I was following an oversized SUV down the road the other day. A red light brought a halt to our drive for a few moments, and I noticed the back windshield was displaying the accumulated results of our recent period of cold, snow, and ice. It was caked over…like a double-layer kind of cake! In fact, it was so plastered with mud, slush, and ice that there was no way the driver could see anything behind him if he looked straight back.

Been there. Done that. I’m more conscientious of the outward appearance of my car than I am of the clothes I’m wearing. I don’t pretend to understand it. It must go back to my Kentucky roots with the old Ford truck my grandfather drove. Perhaps there was less dirt back in the 50’s, but it never seemed to be soiled at all. The only evidence of use was some bits of hay in the bed let over from taking a bale to the cattle.

But the back windshield of this SUV also had two words written into the grime.

“Clean me!”

When someone can see the words in the dirt you know the car wash is needed. Call it “automotive confession!” There needs to be a cleansing.

The amazing thing is that the build-up of debris usually takes a good amount of time, but a run through the car wash returns the shine in just a few moments.

Yesterday the first part of Lance Armstrong’s interview with Oprah Winfrey aired. He admitted to doping during his cycling career, which included seven consecutive Tour de France victories between 1999 and 2005. Back in those days we all cheered for Lance to win. He had come through testicular cancer. He had battled back. It was a story made for the movies, a “feel good” moment! We didn’t want to believe it when there were accusations about him. Most of us shook it off as poor European losers jealous of the American.

There was a film forming on the back windshield of the story, but we mistook it for cloudy conditions or the glare of the sun in our eyes.

I obviously don’t know Lance Armstrong, but I wonder about carrying the sin around for so many years. How did he cope? How was he able to continually deny any wrongdoing? Did it become easier to live the lie? Did layer get caked upon layer to where it just became easier not to notice?

My hope is that the confession, the cleansing, will allow him to begin a new life. I’m sure he will be the butt of many jokes, ridicule, and cruel remarks. Denial of wrongdoing for so long has that as a one of it’s repercussions, but perhaps he will no longer be afraid to look out of his back windshield.

We live in a culture that, if you will, is eager to see the dirt on someone in front of us while, at the same time, pretending to be blind to what it sticking to our backs.

The amazing thing about the Gospel is grace. Grace asks “can I help you clean up the mess?” Grace knows that none of us are dirt-resistant. Grace is not okay with sin, and yet knows that each one of us has to deal with sin.

I grieve for Lance Armstrong, but I grieve even more for those who can’t see their own back windshields.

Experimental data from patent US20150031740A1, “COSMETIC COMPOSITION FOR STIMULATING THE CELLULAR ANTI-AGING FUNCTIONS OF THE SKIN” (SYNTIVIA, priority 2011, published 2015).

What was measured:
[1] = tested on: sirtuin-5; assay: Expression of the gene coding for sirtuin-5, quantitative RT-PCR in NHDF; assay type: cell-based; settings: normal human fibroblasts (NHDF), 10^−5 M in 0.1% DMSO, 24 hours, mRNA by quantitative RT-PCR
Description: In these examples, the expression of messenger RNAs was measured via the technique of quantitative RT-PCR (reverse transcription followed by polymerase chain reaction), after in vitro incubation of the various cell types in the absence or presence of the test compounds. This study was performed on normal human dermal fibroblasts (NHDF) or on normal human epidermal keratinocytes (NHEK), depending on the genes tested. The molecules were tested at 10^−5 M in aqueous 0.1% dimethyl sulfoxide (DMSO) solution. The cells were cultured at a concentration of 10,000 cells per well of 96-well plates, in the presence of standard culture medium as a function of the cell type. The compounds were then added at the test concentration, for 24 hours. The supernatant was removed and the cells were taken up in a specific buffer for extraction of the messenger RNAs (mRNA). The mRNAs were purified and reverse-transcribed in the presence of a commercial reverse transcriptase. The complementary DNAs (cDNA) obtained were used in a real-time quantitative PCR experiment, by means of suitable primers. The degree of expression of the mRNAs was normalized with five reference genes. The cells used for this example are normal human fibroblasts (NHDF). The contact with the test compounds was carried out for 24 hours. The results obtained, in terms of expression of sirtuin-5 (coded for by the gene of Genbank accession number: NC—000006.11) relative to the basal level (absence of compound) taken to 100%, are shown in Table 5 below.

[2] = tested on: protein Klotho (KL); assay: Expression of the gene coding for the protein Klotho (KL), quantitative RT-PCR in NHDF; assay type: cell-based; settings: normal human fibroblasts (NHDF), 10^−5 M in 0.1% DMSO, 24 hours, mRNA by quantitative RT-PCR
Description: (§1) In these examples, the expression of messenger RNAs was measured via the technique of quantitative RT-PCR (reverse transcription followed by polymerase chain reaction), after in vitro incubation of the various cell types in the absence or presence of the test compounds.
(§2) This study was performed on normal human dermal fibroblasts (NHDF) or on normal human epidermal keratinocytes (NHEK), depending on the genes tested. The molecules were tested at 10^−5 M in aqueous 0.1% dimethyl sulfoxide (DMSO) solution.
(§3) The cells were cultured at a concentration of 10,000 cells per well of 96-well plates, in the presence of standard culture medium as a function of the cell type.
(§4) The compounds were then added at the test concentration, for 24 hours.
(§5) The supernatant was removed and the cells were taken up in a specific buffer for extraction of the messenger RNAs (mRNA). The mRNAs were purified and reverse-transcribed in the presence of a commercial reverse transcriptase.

Kobe Leading

January 16, 2013

WORDS FROM W.W.                                                               January 16, 2013


I am a fan of Kobe Bryant for selfish reasons. He is on my Fantasy Basketball team roster. He gets me points! I cheer for him because he helps me accomplish a purpose. Other than that I have, more often than not, rooted against him. For me, the Lakers are basketball’s equivalent of the baseball Yankees. Yankee fans are passionate, and non-Yankee fans are often passionate in their dislike of pinstripes.

Back to Kobe, though!

Kobe has always seemed to enjoy success, leading the Lakers to five NBA titles , and being a member of the 2008 and 2012  Olympic gold-medal winning USA basketball teams. Success has come as naturally as his shooting stroke.

But this season is different! This season the Lakers have struggled to find team chemistry, defense, and, most importantly, wins. On January 16 they sit at 17-22, and that includes a current two game winning streak.

Many basketball analysts, however, have taken notice how Kobe has become a better leader this season in the midst of adversity. Granted this is not a unanimous opinion, but there are many people who only equate leadership with success, victories, and good numbers.

A different kind of leadership often needs to be a part of “pit experiences.” Jesus took three leader disciples to the top of a mountain one time, and it was unanimous in their desire to stay there, but Jesus took them right back down to where the people- the common folk- were (Matthew 17:1-23). Everyone wants to be on top, but more is learned, and required, of those in the valley.

There are few books written, or articles composed, dealing with leading people in the midst of a mudslide…when it seems that things are slipping away and it is hard to get a hold.

Part of leadership is knowing that you are an anchor anchored to the rock. That is, people look to you when hope seems to be disappearing, and when troubles seem to be increasing. Part of leadership is having an anchor that holds, that stays committed and focused when others have been blinded to either the truth, the problems, or the possibilities.

“Kobe leading” as January hits mid-month is about encouraging defensive intensity, getting on teammates whose rowing speed is not with the flow of the team, and staying focused. He has had situations in the past even when the Lakers were on top of the mountain where he resorted to selfish motives and teammate bashing.